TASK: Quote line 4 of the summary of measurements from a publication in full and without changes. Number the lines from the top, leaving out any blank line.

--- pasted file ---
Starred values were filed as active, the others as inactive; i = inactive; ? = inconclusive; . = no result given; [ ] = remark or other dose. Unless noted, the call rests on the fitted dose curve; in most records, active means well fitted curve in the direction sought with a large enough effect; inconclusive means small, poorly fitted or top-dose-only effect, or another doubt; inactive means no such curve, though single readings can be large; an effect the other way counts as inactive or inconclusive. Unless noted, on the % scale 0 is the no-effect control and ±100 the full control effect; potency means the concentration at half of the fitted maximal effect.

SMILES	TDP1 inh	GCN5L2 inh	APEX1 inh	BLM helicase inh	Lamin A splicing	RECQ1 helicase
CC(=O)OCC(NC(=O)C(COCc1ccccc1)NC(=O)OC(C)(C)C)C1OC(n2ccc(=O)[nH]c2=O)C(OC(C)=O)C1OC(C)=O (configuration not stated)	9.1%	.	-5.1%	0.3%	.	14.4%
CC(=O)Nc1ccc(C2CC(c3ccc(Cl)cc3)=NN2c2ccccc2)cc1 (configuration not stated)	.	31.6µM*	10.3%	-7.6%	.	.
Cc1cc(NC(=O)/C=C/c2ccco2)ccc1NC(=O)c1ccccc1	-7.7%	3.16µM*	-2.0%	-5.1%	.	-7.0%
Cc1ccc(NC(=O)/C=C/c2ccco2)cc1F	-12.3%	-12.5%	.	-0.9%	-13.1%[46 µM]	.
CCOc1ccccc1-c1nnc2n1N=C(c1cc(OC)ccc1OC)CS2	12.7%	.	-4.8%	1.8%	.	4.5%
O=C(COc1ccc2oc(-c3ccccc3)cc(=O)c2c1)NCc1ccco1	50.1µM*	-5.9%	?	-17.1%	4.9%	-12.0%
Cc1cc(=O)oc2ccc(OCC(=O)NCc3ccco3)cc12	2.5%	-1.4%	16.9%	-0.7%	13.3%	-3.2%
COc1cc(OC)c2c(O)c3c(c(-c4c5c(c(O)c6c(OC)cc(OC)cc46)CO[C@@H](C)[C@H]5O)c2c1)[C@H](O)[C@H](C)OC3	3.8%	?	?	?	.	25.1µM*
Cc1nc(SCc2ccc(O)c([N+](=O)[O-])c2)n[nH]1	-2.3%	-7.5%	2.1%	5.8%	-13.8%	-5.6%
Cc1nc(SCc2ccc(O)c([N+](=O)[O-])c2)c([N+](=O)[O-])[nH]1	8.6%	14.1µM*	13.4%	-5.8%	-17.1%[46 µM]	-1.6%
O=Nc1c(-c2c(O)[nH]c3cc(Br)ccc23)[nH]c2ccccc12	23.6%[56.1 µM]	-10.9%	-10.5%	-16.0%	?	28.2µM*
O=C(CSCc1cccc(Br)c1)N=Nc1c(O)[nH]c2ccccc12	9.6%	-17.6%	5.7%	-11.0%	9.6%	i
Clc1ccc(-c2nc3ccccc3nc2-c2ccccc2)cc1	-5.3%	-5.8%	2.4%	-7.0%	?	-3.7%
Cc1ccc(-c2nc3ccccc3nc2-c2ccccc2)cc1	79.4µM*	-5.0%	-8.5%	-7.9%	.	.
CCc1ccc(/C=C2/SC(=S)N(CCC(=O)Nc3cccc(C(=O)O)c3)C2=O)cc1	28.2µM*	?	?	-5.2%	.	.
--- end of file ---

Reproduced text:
CC(=O)Nc1ccc(C2CC(c3ccc(Cl)cc3)=NN2c2ccccc2)cc1 (configuration not stated)	.	31.6µM*	10.3%	-7.6%	.	.